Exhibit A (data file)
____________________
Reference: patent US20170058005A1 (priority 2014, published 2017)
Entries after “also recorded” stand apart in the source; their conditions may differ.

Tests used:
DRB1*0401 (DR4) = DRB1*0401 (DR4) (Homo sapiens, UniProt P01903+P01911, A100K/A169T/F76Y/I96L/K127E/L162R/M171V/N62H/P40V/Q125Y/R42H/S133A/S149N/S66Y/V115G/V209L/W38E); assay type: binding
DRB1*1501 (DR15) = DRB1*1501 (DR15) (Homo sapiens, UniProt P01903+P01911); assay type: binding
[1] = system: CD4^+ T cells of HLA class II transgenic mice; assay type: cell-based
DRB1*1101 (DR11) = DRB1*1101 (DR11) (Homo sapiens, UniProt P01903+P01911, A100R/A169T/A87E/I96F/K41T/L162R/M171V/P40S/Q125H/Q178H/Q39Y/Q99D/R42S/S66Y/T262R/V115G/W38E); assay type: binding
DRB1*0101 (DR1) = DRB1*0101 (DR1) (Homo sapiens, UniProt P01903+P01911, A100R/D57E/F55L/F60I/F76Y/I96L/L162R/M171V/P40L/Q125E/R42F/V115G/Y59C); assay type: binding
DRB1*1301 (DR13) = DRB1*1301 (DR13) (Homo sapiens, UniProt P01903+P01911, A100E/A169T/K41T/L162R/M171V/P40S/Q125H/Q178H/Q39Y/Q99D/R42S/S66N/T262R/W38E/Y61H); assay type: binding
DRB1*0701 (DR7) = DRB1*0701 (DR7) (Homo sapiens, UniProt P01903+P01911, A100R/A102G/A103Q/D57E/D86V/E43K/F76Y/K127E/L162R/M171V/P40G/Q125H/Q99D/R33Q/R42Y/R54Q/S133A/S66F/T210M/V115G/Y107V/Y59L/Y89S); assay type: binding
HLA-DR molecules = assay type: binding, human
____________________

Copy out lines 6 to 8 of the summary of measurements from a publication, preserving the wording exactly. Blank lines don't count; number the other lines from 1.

[1] = system: CD4^+ T cells of HLA class II transgenic mice; assay type: cell-based
DRB1*1101 (DR11) = DRB1*1101 (DR11) (Homo sapiens, UniProt P01903+P01911, A100R/A169T/A87E/I96F/K41T/L162R/M171V/P40S/Q125H/Q178H/Q39Y/Q99D/R42S/S66Y/T262R/V115G/W38E); assay type: binding
DRB1*0101 (DR1) = DRB1*0101 (DR1) (Homo sapiens, UniProt P01903+P01911, A100R/D57E/F55L/F60I/F76Y/I96L/L162R/M171V/P40L/Q125E/R42F/V115G/Y59C); assay type: binding